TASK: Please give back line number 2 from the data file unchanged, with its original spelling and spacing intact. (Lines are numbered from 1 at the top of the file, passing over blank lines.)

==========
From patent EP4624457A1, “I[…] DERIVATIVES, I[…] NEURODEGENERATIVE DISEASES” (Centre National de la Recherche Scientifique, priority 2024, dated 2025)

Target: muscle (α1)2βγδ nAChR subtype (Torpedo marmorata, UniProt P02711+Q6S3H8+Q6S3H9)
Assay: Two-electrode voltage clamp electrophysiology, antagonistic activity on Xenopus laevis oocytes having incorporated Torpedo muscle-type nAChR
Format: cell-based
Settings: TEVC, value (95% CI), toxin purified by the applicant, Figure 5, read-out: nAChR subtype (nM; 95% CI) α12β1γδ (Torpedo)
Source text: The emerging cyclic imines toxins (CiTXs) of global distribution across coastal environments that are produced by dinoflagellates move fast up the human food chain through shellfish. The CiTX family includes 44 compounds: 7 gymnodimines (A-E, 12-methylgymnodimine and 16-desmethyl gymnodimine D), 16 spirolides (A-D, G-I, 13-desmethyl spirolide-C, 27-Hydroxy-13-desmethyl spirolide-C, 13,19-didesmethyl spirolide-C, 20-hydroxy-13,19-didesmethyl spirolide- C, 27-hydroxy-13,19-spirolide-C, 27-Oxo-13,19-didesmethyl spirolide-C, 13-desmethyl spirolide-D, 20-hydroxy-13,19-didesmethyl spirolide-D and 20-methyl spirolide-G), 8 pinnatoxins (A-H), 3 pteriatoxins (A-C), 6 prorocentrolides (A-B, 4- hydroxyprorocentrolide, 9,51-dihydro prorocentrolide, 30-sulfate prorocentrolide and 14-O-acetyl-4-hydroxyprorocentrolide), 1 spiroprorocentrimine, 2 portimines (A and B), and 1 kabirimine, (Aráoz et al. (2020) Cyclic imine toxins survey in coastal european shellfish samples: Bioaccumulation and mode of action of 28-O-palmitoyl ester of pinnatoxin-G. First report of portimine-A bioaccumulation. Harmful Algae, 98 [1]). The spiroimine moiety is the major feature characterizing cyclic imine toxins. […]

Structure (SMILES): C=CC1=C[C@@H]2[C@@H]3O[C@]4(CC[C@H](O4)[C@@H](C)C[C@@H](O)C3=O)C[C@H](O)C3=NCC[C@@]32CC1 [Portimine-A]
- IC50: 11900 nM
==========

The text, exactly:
Target: muscle (α1)2βγδ nAChR subtype (Torpedo marmorata, UniProt P02711+Q6S3H8+Q6S3H9)